At 222, a determination is made as to whether capture has been detected during the current threshold search in a predetermined number of consecutive cardiac cycles. If capture has been found in the predetermined number of consecutive cardiac cycles, including the current cardiac cycle, then the detection of capture in the cardiac cycles may indicate that the current stimulus output exceeds the stimulation threshold of the heart 102 (shown in FIG. 1). As a result, at 224, the stimulation threshold is set to be at least as great as the stimulus output of the current or recently applied stimulus pulse. For example, if the most recently applied stimulus pulse at 214 was applied at approximately 0.7 Volts and capture has been detected in the predetermined number of consecutive cardiac cycles using a stimulus output of approximately 0.7 Volts, then the threshold search may conclude by determining that the stimulation threshold of the heart 102 is approximately 0.7 Volts. Thus, the stimulation threshold is set to be at least as great as approximately 0.7 Volts. Alternatively, the stimulation threshold may be set to be a predetermined amount greater than the current or recently applied stimulus pulse.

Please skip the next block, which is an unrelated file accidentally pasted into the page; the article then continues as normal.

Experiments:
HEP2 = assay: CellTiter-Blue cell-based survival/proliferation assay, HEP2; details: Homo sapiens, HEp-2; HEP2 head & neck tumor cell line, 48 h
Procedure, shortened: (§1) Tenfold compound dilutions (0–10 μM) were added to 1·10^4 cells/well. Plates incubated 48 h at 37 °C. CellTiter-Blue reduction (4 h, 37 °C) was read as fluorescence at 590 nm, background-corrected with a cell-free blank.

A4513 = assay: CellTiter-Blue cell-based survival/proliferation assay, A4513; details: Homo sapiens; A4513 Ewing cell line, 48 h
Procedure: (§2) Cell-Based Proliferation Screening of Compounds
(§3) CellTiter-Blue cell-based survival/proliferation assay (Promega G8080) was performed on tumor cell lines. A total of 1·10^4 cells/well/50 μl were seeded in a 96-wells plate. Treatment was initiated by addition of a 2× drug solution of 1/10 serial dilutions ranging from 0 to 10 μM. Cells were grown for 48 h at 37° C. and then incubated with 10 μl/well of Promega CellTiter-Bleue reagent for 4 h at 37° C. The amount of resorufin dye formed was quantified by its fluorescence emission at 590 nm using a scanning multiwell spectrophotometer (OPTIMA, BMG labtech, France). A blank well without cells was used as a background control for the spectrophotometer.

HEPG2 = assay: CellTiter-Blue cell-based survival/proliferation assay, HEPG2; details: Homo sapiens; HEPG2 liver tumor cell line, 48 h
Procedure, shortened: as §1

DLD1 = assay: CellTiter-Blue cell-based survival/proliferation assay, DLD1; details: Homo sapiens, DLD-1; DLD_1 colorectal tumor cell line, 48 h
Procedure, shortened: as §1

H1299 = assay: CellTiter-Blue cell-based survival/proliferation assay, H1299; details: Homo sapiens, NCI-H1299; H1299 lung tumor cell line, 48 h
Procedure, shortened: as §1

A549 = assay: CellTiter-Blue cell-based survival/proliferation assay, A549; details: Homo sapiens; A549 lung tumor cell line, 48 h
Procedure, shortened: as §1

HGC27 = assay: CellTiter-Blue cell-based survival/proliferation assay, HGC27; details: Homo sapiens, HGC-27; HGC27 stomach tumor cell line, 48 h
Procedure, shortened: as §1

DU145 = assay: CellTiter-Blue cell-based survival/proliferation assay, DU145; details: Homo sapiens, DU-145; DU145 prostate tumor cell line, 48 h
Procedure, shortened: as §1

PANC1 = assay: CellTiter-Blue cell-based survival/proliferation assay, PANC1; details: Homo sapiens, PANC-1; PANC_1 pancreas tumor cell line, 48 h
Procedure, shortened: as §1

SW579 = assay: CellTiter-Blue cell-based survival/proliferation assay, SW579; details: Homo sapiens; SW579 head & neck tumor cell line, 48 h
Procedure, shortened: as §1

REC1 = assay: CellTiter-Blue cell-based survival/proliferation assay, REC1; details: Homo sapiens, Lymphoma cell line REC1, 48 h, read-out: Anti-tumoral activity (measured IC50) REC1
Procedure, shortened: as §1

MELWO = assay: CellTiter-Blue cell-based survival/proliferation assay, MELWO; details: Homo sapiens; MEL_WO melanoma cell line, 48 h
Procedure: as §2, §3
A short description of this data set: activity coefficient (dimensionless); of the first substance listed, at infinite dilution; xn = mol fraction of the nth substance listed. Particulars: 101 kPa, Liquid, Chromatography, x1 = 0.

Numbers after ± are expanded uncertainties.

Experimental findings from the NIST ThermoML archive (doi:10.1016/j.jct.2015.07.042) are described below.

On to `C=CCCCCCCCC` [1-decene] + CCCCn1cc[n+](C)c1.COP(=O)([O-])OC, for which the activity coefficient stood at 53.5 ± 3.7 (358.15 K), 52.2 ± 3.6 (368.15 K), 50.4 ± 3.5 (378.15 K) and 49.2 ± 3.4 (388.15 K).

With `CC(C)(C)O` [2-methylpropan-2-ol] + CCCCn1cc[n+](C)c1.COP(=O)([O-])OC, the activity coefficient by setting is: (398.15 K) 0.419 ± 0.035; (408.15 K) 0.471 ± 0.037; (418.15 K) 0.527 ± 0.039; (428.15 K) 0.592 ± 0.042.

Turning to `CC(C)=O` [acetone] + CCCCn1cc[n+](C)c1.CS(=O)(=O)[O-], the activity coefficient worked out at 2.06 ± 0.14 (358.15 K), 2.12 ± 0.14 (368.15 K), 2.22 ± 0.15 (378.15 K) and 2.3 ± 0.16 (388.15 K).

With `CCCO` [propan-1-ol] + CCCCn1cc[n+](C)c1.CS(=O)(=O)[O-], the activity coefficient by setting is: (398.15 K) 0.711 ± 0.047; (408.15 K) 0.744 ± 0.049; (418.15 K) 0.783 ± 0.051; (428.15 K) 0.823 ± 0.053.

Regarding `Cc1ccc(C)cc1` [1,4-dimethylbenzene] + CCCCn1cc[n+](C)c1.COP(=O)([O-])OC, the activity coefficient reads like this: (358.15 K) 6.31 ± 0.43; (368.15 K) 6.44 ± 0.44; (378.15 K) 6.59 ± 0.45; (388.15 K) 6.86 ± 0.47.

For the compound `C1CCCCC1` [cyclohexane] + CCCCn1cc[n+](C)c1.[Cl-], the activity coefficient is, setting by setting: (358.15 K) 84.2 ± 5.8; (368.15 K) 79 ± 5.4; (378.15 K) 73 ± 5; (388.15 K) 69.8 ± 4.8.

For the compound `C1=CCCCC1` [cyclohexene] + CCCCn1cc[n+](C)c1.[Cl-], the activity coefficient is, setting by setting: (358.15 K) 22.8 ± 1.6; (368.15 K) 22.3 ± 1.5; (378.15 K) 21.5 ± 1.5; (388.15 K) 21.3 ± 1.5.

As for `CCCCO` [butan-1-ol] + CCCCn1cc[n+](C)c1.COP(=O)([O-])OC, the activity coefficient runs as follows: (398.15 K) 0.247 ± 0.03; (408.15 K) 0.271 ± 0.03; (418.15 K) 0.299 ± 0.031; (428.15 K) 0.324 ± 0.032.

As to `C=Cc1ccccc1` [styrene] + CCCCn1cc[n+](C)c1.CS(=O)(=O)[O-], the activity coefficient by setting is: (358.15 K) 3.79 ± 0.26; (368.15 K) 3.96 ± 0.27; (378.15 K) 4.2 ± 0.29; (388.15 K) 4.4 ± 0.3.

On the other hand, if, at 222, it is determined that capture has not been detected in at least the predetermined number of consecutive cardiac cycles, then flow of the method 200 returns to 214, where the heart 102 (shown in FIG. 1) continues to be paced at the overdrive rate. Alternatively, flow of the method 200 may return to 212 where the overdrive rate is updated or a new overdrive rate is determined.